The Air Force Cross
The Air Force Cross Origin and History
The Air Force Cross (AFC) was established by King George V on his birthday, 3 June 1918; the Cross is awarded to an officer or warrant officer for an act of acts of valour, courage or devotion to duty, whilst flying, but not while in active operations against an enemy. In addition to officers and warrant officers of the Royal Air Force (RAF), the AFC may be awarded to Naval, Military of Civil Persons who render similar service whilst flying.
A bar is awarded for any additional act (or acts) of valour outside of active operations, which would have warranted the AFC. The straight slip-on silver bar has an eagle in the centre; the year of the award is engraved on the reverse.
The medal displays a silver cross, 1.525 inches across, shaped as a thunderbolt in the form of a cross; the arm terminates with a bomb.
The cross is surmounted by another cross composed of aeroplane propeller blades, with the ends of the four blades inscribed with the Royal Cypher for the WWII AFCs, the letters of the Royal Cypher showed ‘G’ (top), ‘R’ (left), ‘VI’ (bottom), and ‘I’ (right). From the Korea AFCs and onwards, the current Royal Cypher is used. The current Royal Cypher comprises ‘E’ (top), II (left), ‘R’ (right), and the bottom blank. The top arm is ensigned by an Imperial Crown.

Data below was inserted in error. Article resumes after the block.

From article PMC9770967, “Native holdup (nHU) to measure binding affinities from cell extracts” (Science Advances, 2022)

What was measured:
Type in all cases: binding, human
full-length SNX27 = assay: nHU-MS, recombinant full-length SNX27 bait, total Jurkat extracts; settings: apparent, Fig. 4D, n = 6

The reverse of the cross contains the Royal Cypher (GV, GVI, EIIR) within a central circle above the date 1918. The year of award appears on the lower arm.
A small link at the top of the crown attaches to a slot in two sprigs of laurel forming the underside of a straight clasp. The ribbon is 1.25 inches wide, and consists of alternating red and white stripes (each stripe being 0.125 inches wide) leaning to the left at 45 degrees from the vertical. The red colour is to appear in the bottom left and upper right corners when viewed on the wearer’s chest. Until 1919, the stripes were horizontal.
Summary of Canadians Awarded the Air Force Cross
|RCAF||Serving in RAF|